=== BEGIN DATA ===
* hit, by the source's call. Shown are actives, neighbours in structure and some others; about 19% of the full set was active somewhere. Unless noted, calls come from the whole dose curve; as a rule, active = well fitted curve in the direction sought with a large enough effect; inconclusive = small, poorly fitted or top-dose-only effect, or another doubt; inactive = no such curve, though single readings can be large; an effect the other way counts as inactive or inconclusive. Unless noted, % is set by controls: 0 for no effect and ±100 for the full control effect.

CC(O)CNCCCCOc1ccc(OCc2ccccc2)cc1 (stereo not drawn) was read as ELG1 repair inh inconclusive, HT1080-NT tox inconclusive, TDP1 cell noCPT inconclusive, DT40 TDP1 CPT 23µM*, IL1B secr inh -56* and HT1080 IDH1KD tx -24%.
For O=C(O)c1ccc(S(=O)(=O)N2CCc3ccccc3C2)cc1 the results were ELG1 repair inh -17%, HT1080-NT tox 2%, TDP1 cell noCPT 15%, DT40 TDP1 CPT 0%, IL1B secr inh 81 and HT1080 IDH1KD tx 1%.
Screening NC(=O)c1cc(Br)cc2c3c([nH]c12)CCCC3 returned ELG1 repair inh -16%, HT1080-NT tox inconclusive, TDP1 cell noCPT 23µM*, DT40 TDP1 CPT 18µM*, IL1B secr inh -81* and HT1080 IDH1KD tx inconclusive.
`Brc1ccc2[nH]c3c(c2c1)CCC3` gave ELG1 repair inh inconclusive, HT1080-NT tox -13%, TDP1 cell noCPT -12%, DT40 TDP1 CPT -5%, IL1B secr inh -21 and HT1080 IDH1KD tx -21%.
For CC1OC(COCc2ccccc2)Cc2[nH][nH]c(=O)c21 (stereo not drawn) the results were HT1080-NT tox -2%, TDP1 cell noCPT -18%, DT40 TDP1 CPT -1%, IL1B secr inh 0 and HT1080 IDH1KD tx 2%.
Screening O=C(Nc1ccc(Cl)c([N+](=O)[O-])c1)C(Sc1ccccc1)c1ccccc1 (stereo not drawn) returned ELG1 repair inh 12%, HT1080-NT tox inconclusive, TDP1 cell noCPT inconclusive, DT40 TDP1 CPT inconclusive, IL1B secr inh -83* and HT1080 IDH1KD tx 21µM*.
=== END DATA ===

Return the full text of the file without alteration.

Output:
* hit, by the source's call. Shown are actives, neighbours in structure and some others; about 19% of the full set was active somewhere. Unless noted, calls come from the whole dose curve; as a rule, active = well fitted curve in the direction sought with a large enough effect; inconclusive = small, poorly fitted or top-dose-only effect, or another doubt; inactive = no such curve, though single readings can be large; an effect the other way counts as inactive or inconclusive. Unless noted, % is set by controls: 0 for no effect and ±100 for the full control effect.

CC(O)CNCCCCOc1ccc(OCc2ccccc2)cc1 (stereo not drawn) was read as ELG1 repair inh inconclusive, HT1080-NT tox inconclusive, TDP1 cell noCPT inconclusive, DT40 TDP1 CPT 23µM*, IL1B secr inh -56* and HT1080 IDH1KD tx -24%.
For O=C(O)c1ccc(S(=O)(=O)N2CCc3ccccc3C2)cc1 the results were ELG1 repair inh -17%, HT1080-NT tox 2%, TDP1 cell noCPT 15%, DT40 TDP1 CPT 0%, IL1B secr inh 81 and HT1080 IDH1KD tx 1%.
Screening NC(=O)c1cc(Br)cc2c3c([nH]c12)CCCC3 returned ELG1 repair inh -16%, HT1080-NT tox inconclusive, TDP1 cell noCPT 23µM*, DT40 TDP1 CPT 18µM*, IL1B secr inh -81* and HT1080 IDH1KD tx inconclusive.
`Brc1ccc2[nH]c3c(c2c1)CCC3` gave ELG1 repair inh inconclusive, HT1080-NT tox -13%, TDP1 cell noCPT -12%, DT40 TDP1 CPT -5%, IL1B secr inh -21 and HT1080 IDH1KD tx -21%.
For CC1OC(COCc2ccccc2)Cc2[nH][nH]c(=O)c21 (stereo not drawn) the results were HT1080-NT tox -2%, TDP1 cell noCPT -18%, DT40 TDP1 CPT -1%, IL1B secr inh 0 and HT1080 IDH1KD tx 2%.
Screening O=C(Nc1ccc(Cl)c([N+](=O)[O-])c1)C(Sc1ccccc1)c1ccccc1 (stereo not drawn) returned ELG1 repair inh 12%, HT1080-NT tox inconclusive, TDP1 cell noCPT inconclusive, DT40 TDP1 CPT inconclusive, IL1B secr inh -83* and HT1080 IDH1KD tx 21µM*.